Open Appendectomy

Appendectomy is surgery to remove the appendix. Open appendectomy means your surgeon uses one large cut (incision) instead of several small incisions.

LET YOUR CAREGIVER KNOW ABOUT:

  • Allergies to food or medicine.

  • Medicines taken, including vitamins, dietary supplements, herbs, eyedrops, over-the-counter medicines, and creams.

  • Use of steroids (by mouth or creams).

  • Previous problems with anesthetics or numbing medicines.

  • History of bleeding problems or blood clots.

  • Previous surgery.

  • Other health problems, including diabetes, heart problems, lung problems, and kidney problems.

  • Possibility of pregnancy, if this applies.

RISKS AND COMPLICATIONS

  • Infection. A germ starts growing in the wound. This can usually be treated with antibiotics. In some cases, the wound will need to be opened and cleaned.

  • Bleeding.

  • Damage to other organs.

  • Sores (abscesses).

  • Chronic pain at the incision sites. This is defined as pain that lasts for more than 3 months.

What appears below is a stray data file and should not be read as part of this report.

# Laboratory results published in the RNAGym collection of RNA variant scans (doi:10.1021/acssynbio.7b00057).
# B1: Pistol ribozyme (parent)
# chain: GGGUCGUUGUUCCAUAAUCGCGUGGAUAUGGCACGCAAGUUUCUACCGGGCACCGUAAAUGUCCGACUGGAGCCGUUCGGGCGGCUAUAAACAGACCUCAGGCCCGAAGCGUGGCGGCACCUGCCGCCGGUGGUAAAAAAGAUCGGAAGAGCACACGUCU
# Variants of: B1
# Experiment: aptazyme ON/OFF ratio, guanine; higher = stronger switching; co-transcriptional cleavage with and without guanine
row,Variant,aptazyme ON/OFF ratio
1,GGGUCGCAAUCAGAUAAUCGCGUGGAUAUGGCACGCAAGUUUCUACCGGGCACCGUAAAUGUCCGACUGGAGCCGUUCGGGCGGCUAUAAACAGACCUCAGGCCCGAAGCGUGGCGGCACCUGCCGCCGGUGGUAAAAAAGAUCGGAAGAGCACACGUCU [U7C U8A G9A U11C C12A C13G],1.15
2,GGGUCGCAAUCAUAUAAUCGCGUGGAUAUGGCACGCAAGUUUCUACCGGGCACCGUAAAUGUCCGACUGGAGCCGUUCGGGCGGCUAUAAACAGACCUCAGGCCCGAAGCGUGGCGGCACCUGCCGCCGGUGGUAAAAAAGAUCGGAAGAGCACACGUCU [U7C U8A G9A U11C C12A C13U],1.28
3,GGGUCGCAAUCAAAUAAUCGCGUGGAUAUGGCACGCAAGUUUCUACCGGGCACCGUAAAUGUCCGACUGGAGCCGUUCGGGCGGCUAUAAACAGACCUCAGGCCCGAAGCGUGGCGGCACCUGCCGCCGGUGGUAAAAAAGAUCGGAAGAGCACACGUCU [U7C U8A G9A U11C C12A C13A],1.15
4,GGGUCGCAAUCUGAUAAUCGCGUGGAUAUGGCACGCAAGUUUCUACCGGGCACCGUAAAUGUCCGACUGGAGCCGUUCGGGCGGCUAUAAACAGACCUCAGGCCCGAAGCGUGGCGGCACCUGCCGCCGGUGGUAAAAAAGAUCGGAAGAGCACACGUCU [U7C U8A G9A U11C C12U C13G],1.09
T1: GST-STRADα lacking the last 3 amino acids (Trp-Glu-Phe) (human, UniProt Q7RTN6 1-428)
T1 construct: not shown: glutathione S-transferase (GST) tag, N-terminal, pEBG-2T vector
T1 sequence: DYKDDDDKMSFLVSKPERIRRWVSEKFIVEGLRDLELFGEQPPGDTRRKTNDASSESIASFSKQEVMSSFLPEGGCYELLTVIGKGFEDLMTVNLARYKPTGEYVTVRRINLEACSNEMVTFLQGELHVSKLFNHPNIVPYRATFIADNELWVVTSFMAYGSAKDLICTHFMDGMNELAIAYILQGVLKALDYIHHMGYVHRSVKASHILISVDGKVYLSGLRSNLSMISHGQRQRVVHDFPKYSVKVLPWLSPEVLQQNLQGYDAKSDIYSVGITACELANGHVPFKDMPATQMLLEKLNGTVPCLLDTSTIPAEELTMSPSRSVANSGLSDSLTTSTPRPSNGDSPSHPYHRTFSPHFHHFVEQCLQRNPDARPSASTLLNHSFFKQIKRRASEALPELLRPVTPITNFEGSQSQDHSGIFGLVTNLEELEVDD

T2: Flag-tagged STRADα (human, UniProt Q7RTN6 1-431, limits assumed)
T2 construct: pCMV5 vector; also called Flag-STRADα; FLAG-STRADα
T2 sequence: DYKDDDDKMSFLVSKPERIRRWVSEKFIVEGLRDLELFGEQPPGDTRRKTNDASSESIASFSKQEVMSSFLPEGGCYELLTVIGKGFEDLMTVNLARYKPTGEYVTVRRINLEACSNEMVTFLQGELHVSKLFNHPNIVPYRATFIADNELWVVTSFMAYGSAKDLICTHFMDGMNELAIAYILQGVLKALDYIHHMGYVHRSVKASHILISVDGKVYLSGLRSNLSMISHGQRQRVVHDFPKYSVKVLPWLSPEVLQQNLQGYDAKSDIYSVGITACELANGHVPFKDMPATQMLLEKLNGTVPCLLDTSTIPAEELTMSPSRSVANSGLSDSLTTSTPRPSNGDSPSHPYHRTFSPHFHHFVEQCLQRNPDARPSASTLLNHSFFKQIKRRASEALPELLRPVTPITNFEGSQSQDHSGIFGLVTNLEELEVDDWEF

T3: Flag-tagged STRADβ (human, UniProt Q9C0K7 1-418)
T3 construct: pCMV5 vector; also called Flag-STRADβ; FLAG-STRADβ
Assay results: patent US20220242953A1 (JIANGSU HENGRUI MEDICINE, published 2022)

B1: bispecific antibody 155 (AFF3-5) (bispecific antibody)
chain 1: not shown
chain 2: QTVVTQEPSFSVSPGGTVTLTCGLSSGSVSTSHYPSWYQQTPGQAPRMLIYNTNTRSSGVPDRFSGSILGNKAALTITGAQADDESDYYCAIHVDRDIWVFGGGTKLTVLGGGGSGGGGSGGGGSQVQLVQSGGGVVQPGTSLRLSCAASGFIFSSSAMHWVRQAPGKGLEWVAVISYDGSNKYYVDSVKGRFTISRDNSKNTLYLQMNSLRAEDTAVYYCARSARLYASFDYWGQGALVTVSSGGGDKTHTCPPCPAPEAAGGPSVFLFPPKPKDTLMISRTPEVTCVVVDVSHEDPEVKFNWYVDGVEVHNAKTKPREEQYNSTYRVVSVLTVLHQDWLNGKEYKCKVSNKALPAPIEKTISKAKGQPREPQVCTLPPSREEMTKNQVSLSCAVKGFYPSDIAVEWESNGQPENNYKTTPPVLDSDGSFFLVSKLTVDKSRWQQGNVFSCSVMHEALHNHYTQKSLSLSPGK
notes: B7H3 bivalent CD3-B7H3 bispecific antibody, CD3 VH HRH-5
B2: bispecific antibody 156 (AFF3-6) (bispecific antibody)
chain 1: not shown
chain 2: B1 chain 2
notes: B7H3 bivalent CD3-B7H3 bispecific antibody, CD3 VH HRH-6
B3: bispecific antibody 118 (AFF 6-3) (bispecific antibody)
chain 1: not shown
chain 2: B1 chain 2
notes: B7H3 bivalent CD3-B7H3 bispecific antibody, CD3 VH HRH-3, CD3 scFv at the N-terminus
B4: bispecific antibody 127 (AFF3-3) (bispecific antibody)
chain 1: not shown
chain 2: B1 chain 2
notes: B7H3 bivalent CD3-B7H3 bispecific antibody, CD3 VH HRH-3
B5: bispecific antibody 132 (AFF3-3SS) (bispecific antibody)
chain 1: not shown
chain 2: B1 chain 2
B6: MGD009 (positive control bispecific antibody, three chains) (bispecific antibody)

• Blood clots in the legs that may rarely travel to the lungs.

  • Infection in the lungs (pneumonia).

BEFORE THE PROCEDURE

Appendectomy is usually performed immediately after an inflamed appendix (appendicitis) is diagnosed. No preparation is necessary ahead of this procedure.

PROCEDURE

You will be given medicine that makes you sleep (general anesthetic). Your surgeon will make an incision in the right, lower part of the abdomen. Your appendix will be removed. Your abdomen will be closed with stitches (sutures).

AFTER THE PROCEDURE

You will be taken to a recovery room. When the anesthesia has worn off, you will be returned to your hospital room. You will be given pain medicines to keep you comfortable. Ask your caregiver how long your hospital stay will be.